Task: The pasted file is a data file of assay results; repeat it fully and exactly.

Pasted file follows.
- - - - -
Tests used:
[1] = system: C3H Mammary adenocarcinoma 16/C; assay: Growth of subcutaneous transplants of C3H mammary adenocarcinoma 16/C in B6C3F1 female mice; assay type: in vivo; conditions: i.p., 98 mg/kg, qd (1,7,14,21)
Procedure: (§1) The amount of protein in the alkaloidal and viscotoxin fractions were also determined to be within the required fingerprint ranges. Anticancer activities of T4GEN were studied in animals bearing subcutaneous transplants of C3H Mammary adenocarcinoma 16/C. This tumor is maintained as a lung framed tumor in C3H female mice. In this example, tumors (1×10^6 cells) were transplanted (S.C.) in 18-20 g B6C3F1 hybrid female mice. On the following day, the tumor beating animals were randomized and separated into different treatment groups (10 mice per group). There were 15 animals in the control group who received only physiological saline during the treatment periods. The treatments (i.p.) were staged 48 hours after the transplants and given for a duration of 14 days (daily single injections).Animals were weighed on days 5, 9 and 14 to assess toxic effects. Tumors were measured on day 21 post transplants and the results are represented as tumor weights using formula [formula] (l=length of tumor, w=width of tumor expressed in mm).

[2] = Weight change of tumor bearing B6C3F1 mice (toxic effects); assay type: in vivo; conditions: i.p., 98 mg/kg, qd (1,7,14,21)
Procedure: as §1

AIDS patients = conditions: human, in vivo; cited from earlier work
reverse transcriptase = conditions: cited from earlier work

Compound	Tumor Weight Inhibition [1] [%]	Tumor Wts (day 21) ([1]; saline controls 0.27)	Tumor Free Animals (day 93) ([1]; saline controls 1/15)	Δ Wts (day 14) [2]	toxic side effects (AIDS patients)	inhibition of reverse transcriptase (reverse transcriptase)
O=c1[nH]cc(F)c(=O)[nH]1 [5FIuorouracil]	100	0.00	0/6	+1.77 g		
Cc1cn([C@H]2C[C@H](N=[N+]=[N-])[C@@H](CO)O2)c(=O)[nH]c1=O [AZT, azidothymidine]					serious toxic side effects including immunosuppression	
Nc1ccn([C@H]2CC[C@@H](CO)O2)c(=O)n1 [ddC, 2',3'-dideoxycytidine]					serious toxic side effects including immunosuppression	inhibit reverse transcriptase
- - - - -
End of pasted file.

Tests used:
[1] = system: C3H Mammary adenocarcinoma 16/C; assay: Growth of subcutaneous transplants of C3H mammary adenocarcinoma 16/C in B6C3F1 female mice; assay type: in vivo; conditions: i.p., 98 mg/kg, qd (1,7,14,21)
Procedure: (§1) The amount of protein in the alkaloidal and viscotoxin fractions were also determined to be within the required fingerprint ranges. Anticancer activities of T4GEN were studied in animals bearing subcutaneous transplants of C3H Mammary adenocarcinoma 16/C. This tumor is maintained as a lung framed tumor in C3H female mice. In this example, tumors (1×10^6 cells) were transplanted (S.C.) in 18-20 g B6C3F1 hybrid female mice. On the following day, the tumor beating animals were randomized and separated into different treatment groups (10 mice per group). There were 15 animals in the control group who received only physiological saline during the treatment periods. The treatments (i.p.) were staged 48 hours after the transplants and given for a duration of 14 days (daily single injections).Animals were weighed on days 5, 9 and 14 to assess toxic effects. Tumors were measured on day 21 post transplants and the results are represented as tumor weights using formula [formula] (l=length of tumor, w=width of tumor expressed in mm).

[2] = Weight change of tumor bearing B6C3F1 mice (toxic effects); assay type: in vivo; conditions: i.p., 98 mg/kg, qd (1,7,14,21)
Procedure: as §1

AIDS patients = conditions: human, in vivo; cited from earlier work
reverse transcriptase = conditions: cited from earlier work

Compound	Tumor Weight Inhibition [1] [%]	Tumor Wts (day 21) ([1]; saline controls 0.27)	Tumor Free Animals (day 93) ([1]; saline controls 1/15)	Δ Wts (day 14) [2]	toxic side effects (AIDS patients)	inhibition of reverse transcriptase (reverse transcriptase)
O=c1[nH]cc(F)c(=O)[nH]1 [5FIuorouracil]	100	0.00	0/6	+1.77 g		
Cc1cn([C@H]2C[C@H](N=[N+]=[N-])[C@@H](CO)O2)c(=O)[nH]c1=O [AZT, azidothymidine]					serious toxic side effects including immunosuppression	
Nc1ccn([C@H]2CC[C@@H](CO)O2)c(=O)n1 [ddC, 2',3'-dideoxycytidine]					serious toxic side effects including immunosuppression	inhibit reverse transcriptase